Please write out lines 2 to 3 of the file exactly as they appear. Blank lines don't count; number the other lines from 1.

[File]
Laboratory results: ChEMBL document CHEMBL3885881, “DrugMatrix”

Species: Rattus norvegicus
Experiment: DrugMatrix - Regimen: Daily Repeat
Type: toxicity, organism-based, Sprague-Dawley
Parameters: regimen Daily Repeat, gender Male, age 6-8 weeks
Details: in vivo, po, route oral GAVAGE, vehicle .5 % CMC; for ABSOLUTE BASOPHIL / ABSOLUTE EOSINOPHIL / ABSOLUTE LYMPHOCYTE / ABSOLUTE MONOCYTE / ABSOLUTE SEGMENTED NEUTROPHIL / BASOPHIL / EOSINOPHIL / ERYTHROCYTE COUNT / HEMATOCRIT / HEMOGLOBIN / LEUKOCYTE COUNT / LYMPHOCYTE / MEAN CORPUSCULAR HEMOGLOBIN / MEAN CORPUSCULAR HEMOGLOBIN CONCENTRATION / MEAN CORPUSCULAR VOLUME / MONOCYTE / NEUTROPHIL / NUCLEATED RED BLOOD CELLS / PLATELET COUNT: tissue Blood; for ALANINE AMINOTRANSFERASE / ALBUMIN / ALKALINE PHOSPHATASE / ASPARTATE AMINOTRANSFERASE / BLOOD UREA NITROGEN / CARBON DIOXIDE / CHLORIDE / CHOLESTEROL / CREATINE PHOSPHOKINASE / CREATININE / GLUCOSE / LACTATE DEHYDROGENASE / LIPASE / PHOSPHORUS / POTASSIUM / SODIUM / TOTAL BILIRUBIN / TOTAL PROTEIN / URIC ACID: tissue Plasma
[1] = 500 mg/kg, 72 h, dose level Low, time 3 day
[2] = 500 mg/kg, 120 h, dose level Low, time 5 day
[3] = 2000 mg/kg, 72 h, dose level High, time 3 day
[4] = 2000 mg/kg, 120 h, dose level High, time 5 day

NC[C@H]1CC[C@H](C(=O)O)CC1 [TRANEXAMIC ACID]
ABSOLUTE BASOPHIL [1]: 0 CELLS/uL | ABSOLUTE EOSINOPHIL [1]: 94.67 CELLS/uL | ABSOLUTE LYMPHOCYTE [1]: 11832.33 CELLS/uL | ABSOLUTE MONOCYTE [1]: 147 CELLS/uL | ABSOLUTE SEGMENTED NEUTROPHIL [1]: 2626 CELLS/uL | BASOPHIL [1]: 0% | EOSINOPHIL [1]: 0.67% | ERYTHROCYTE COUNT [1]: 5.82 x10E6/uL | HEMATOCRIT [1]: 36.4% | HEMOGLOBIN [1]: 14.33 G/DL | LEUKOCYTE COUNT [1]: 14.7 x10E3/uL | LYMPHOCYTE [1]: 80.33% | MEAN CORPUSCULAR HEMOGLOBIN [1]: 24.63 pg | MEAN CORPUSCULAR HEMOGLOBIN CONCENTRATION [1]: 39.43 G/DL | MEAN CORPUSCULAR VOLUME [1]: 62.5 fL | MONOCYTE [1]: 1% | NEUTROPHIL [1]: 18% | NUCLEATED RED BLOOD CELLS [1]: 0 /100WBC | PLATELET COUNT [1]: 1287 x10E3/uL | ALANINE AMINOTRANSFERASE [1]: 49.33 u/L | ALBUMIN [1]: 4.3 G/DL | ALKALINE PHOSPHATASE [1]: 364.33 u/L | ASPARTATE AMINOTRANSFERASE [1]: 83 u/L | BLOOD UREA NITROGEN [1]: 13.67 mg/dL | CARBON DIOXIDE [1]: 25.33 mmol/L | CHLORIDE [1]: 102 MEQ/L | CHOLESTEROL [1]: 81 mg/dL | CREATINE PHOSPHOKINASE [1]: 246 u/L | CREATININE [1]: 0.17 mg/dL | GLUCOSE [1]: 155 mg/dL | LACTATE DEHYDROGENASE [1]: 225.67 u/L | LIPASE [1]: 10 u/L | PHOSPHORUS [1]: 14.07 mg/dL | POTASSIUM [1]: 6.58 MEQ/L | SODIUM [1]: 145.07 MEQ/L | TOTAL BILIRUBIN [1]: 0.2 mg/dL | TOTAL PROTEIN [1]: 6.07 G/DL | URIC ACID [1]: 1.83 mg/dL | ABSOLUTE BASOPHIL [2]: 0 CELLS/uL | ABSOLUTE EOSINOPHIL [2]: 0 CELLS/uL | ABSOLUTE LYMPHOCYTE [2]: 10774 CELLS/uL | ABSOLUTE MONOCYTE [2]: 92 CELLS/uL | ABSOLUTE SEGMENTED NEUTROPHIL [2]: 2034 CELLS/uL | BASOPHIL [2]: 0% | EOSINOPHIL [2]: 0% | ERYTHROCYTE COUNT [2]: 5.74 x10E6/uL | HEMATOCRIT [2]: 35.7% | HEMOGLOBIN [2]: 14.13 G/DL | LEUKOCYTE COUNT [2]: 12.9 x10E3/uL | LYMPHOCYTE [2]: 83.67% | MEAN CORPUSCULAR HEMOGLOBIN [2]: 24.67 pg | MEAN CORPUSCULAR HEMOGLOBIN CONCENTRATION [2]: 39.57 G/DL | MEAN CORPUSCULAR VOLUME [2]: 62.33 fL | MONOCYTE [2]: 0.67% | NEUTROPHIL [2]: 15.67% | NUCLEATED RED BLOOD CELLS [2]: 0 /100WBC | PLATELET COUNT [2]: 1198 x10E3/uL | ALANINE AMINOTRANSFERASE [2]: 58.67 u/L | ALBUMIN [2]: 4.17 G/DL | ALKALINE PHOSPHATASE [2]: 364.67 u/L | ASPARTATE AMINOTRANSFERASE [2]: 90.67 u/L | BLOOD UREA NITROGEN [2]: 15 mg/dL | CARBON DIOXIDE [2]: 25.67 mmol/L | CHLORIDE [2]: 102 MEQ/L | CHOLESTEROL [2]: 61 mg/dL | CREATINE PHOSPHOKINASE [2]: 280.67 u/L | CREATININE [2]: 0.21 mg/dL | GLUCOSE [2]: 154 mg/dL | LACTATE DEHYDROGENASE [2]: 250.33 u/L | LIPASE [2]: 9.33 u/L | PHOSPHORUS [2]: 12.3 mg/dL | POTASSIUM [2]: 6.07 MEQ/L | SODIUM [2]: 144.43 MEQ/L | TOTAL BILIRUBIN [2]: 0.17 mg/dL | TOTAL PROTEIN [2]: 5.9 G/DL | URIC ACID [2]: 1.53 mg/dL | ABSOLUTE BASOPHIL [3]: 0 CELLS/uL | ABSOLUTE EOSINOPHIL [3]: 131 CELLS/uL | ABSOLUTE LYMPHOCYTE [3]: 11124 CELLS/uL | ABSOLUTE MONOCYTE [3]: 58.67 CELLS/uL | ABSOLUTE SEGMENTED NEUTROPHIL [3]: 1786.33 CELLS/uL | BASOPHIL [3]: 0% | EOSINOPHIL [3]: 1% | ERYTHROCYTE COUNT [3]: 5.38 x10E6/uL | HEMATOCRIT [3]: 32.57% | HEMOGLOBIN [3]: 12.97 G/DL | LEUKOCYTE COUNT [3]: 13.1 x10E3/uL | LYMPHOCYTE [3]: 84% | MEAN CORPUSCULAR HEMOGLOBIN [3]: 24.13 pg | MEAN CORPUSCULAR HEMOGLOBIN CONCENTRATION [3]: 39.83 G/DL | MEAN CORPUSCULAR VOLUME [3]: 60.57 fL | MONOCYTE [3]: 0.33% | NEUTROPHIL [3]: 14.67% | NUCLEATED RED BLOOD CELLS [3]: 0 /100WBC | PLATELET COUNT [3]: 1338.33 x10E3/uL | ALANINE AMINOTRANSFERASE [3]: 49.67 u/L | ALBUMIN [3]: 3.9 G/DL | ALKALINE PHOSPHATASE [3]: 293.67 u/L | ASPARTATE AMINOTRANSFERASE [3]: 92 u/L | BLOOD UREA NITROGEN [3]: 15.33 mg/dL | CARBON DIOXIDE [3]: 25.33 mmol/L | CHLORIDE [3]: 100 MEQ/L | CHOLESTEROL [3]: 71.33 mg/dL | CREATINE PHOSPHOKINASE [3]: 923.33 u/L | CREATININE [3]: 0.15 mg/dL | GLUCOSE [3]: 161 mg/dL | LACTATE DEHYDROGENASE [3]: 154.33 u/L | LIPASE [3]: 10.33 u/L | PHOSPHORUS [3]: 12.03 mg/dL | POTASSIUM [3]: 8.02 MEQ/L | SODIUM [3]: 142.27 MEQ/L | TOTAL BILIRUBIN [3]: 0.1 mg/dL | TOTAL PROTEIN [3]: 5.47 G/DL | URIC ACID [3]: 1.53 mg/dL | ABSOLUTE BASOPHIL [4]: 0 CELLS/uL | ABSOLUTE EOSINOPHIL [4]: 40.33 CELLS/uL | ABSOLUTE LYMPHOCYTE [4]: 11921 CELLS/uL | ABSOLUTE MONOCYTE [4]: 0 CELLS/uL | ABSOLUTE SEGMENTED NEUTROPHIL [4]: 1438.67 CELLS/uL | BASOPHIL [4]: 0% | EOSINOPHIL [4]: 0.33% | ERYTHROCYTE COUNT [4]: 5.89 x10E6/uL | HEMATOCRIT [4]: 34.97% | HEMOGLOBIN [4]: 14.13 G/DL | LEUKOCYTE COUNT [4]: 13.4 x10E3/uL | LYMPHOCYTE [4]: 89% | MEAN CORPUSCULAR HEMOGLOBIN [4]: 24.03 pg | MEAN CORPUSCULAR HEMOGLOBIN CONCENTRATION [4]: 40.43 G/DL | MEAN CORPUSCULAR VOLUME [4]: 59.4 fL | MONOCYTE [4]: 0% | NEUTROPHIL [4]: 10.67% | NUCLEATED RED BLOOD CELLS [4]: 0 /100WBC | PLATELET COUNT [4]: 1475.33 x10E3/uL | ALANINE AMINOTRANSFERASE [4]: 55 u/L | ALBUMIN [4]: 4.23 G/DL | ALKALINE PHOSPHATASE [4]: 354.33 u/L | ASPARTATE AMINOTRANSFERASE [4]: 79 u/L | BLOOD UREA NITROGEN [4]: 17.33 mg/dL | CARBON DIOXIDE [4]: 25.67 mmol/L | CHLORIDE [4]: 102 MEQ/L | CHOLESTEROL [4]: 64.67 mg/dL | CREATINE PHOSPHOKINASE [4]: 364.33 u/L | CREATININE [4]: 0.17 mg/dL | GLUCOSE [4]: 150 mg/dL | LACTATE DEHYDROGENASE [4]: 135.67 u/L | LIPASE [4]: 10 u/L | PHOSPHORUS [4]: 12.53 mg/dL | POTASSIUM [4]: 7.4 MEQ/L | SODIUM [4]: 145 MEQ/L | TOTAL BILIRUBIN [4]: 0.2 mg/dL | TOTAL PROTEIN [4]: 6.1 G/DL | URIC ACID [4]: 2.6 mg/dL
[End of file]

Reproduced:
Species: Rattus norvegicus
Experiment: DrugMatrix - Regimen: Daily Repeat